Open Minded Krav Maga
Remember Van Damme playing Frank Dux in the film "Blood Sport", "Keep an open mind, use any technique that works."The real Frank Dux lives by those words, that is how he has trained from the very beginning. But not everyone is like that.
It is a common problem among black belt instructors and many high level students. You come in as a white belt, you are an empty cup and you are eager to learn. You listen to the words of your instructor and you work like crazy. You earn your yellow belt and you are even more eager for your next belt. As the years move on you finally attain your dream – that magical moment when you get your black belt.
And then what happens?
You become complacent. You become comfortable in what you know and you don't really feel like leaving that comfort zone. You have stopped growing. You have reached your destination and you are no longer on a journey. But the journey is where all the challenges are, the journey is where you grow.
During my seminar tours I have met many great martial artists, highly accomplished in their fields and holding high ranks, but, like me, they remain life long students. Unlike the famous story of the Zen master and the university professor, they are willing to 'empty their cup' to make room for more knowledge. They have accomplished much but are still on the journey.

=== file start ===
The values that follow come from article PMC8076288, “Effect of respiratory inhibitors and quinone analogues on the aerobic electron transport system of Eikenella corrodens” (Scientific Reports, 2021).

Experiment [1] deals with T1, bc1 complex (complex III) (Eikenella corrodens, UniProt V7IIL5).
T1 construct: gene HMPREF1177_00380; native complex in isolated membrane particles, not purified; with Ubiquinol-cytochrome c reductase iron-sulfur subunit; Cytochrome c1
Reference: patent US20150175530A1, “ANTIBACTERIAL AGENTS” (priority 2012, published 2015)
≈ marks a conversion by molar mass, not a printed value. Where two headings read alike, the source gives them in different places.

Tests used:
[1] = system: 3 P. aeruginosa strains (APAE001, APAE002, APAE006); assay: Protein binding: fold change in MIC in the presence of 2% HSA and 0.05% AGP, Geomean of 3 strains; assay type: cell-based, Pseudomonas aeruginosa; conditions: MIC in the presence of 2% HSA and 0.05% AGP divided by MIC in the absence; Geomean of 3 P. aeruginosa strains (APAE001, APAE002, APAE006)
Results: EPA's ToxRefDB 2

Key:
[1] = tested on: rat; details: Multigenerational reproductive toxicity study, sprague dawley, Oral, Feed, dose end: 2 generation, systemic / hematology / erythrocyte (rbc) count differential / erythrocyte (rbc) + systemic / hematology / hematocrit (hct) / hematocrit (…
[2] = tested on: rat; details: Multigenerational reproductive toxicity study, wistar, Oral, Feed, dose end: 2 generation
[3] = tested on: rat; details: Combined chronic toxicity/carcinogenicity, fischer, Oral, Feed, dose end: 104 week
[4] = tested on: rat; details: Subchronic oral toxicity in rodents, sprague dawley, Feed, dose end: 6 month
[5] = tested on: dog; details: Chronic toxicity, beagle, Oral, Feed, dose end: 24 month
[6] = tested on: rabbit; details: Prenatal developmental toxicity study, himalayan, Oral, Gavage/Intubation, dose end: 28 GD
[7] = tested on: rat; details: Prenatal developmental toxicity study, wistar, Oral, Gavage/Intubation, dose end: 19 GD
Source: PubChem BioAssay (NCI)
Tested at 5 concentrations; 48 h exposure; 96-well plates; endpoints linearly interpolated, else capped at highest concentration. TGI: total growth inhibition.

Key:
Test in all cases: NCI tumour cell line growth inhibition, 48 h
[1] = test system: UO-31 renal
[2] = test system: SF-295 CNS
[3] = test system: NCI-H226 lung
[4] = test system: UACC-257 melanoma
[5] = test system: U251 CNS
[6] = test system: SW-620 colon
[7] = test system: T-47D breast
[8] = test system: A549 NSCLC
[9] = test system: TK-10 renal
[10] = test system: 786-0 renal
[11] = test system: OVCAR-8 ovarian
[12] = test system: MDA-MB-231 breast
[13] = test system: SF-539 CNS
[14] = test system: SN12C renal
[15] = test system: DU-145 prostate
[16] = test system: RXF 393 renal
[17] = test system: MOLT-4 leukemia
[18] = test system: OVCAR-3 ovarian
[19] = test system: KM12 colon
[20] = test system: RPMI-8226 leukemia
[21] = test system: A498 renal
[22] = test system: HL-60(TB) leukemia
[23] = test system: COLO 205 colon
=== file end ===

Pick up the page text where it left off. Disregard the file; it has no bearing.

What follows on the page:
When I am on my trips to the USA I always put aside some time to train with someone who can teach me something. I recall one of my relatives being quite surprised that I, this minor 'celebrity', was still learning. To me it was a surprise that anyone can think otherwise; of course I am still learning, that is a given.
My friend Itay Gil says we are always 90% student and only 10% teacher, we are always learning, we are always trying to find a better, more effective, way of getting things done.
Sadly I have also come across the other kind of martial arts master, the kind who refuses to leave his comfort zone. I hear remarks like, "This is how we are used to doing it." "This is how we have always done it, why change now?" It does not matter if this old method of doing things can get you killed, it only matters that they have practiced it so long that they can not bear the thought of learning something different.
I know the feeling. There are techniques I worked very hard on, was tested on them, and perfected them. And then, I discovered a better technique. So, sadly, I had to say goodbye to a beloved technique. I know it is not easy to give up an old beloved technique, but sometimes we must, if we hope to grow.
It is said that every black belt should, from time to time, take off his black belt and go into a new studio and learn something, as a beginner. It is good for the soul; be a white belt again, do not be afraid to be a student again, learn to leave your comfort zone.